Saying it is “perverse” to think the threat of nuclear weapons makes the world safer, Pope Francis urged a renewed commitment to disarmament and to the international treaties designed to limit or eliminate nuclear weapons.
Pope Francis began his first full day in Japan Nov. 24 with a sombre visit in the pouring rain to Nagasaki’s Atomic Bomb Hypocenter Park, a memorial to the tens of thousands who died when the United States dropped a bomb on the city in 1945. In the evening, he visited the Peace Memorial in Hiroshima, honoring the tens of thousands killed by an atomic bomb there, too.
“The use of atomic energy for purposes of war is today, more than ever, a crime not only against the dignity of human beings but against any possible future for our common home,” Pope Francis told several hundred people gathered with him in Hiroshima.
“The use of atomic energy for purposes of war is immoral, just as the possessing of nuclear weapons is immoral, as I already said two years ago.” he said. “We will be judged on this.”
“Future generations will rise to condemn our failure if we spoke of peace but did not act to bring it about among the peoples of the earth,” the pope said. “How can we speak of peace even as we build terrifying new weapons of war? How can we speak about peace even as we justify illegitimate actions by speeches filled with discrimination and hate?”
A policy of nuclear deterrence — counting on mutually assured destruction — to keep the peace makes no sense, the pope said. “How can we propose peace if we constantly invoke the threat of nuclear war as a legitimate recourse for the resolution of conflicts?”
The pope spoke in Hiroshima after listening to the horrifying stories of two survivors of the blast: Yoshiko Kajimoto, who was 14 in 1945; and Kojí Hosokawa, who was 17. Almost everyone they knew then is gone.
Kajimoto was working in a factory when the bomb was dropped. She was buried under timber and tiles, but eventually managed to get free. “When I went outside, all the surrounding buildings were destroyed,” she told the pope. “It was as dark as evening and smelled like rotten fish.
Helping evacuate the injured, she saw “people walking side by side like ghosts, people whose whole body was so burnt that I could not tell the difference between men and women, their hair standing on end, their faces swollen to double size, their lips hanging loose, with both hands held out with burnt skin hanging from them.”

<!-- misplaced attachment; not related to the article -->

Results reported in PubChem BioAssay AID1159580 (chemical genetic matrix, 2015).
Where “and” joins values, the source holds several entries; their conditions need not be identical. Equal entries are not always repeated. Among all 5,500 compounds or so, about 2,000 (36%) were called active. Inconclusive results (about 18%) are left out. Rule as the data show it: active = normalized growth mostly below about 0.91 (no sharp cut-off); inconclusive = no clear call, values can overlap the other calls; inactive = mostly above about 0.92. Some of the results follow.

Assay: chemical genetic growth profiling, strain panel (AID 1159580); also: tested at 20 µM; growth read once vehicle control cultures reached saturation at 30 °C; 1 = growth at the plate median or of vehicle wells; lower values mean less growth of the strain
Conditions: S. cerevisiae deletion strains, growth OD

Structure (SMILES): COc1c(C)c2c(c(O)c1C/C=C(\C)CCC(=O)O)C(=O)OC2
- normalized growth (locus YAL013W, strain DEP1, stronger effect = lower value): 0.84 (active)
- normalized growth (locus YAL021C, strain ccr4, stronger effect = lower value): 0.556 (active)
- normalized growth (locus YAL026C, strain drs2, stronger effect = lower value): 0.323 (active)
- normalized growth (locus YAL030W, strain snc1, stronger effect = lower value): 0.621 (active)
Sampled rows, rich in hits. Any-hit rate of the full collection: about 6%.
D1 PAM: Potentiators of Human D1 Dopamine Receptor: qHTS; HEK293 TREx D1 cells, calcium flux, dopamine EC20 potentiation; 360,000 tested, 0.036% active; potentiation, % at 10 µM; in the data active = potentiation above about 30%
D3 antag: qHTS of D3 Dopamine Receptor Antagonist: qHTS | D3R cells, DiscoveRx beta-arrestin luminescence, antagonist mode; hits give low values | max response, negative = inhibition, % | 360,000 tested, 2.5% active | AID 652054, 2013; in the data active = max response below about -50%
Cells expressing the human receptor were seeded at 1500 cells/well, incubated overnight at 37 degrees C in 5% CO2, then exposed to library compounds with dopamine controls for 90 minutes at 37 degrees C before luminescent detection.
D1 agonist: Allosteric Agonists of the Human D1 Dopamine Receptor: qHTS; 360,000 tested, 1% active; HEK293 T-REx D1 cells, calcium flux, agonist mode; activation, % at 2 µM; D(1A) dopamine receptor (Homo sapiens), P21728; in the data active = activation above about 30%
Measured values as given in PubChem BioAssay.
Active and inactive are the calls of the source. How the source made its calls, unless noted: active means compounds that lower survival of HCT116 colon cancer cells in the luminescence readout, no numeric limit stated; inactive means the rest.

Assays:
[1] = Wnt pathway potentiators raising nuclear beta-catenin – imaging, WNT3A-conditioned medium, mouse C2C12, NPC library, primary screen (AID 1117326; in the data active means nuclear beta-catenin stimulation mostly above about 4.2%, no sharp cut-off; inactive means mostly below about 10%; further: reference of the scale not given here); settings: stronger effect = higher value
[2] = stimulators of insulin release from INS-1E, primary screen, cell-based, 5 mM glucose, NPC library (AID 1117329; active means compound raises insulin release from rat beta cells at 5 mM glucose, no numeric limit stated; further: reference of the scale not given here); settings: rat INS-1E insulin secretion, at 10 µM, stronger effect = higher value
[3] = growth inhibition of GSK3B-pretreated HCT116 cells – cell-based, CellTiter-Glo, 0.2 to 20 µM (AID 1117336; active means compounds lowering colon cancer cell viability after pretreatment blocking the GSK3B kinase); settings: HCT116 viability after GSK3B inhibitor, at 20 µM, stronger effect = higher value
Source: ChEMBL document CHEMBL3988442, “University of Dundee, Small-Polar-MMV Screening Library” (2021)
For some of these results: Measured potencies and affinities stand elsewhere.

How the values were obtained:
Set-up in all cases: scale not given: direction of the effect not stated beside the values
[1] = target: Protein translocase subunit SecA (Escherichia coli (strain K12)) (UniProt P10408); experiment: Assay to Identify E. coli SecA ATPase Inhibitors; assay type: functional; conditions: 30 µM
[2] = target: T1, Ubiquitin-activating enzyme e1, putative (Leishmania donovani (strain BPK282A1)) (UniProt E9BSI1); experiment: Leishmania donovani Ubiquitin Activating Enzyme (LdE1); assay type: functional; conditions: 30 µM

“No one in this world can imagine such a scene of hell,” she said.
Hosokawa, was not able to attend the ceremony with the pope, but his testimony was read out: “I think everyone should realize that the atomic bombs were dropped, not on Hiroshima and Nagasaki, but on all humanity.”
“War,” he wrote, “makes people crazy, and the ultimate craziness is the atomic bomb that negated human existence.”
The pope began the day honoring victims of the bombing in Nagasaki, laying a wreath of flowers at a memorial to the 27,000 people killed instantly the day the bomb was dropped and the tens of thousands who died over the next five months from burns and radiation sickness, the pope prayed silently. Then he lighted a peace candle.
The Atomic Hypocenter Park is near the ruins of the city’s Catholic cathedral, which was the largest church in east Asia until the bomb destroyed it. The ruins, including a damaged wooden statue of Mary, are reminders, the pope said, of “the unspeakable horror suffered in the flesh by the victims of the bombing and their families.”
Thinking that developing, stockpiling and modernizing nuclear weapons is a deterrent to war provides only a “false sense of security,” the pope said. What is more, it feeds fear and mistrust, which hinder dialogue.
“Convinced as I am that a world without nuclear weapons is possible and necessary,” the pope said, “I ask political leaders not to forget that these weapons cannot protect us from current threats to national and international security.”
Pope Francis warned of the risk that the international arms control framework is being dismantled. The Vatican has expressed increasing concern about U.S. President Donald Trump’s continuing delay in beginning talks with Russia on extending or renewing the Strategic Arms Reduction Treaty and for allowing the U.S.-Russian treaty on intermediate-range weapons to expire.
“A world of peace, free from nuclear weapons, is the aspiration of millions of men and women everywhere,” the pope said in Nagasaki.
The use of nuclear weapons is not the only threat the arms pose, he said, pointing to the billions of dollars spent each year on maintaining nuclear stockpiles and developing new weapons when millions of people are starving and dying in poverty.
“No one can be indifferent to the pain of millions of men and women whose sufferings trouble our consciences today,” he said. “No one can turn a deaf ear to the plea of our brothers and sisters in need. No one can turn a blind eye to the ruin caused by a culture incapable of dialogue.”
While acknowledging that many of the people who joined him at the hypocenter were not Catholics, he still asked them to join him in echoing the prayer of St. Francis and asking God “to teach us to be effective instruments of peace and to make every effort not to repeat the mistakes of the past.”
A famous photo stood on an easel next to the small covered platform where the pope spoke. The picture, taken by U.S. Marine photographer Joseph Roger O’Donnell, shows a small boy carrying on his back his dead little brother, taking him to the crematorium in Nagasaki.
In late 2017 and early 2018, Pope Francis had prayer cards printed with the image on it and distributed widely, including in Japan. On the back of the card, the pope wrote, “The fruit of war.”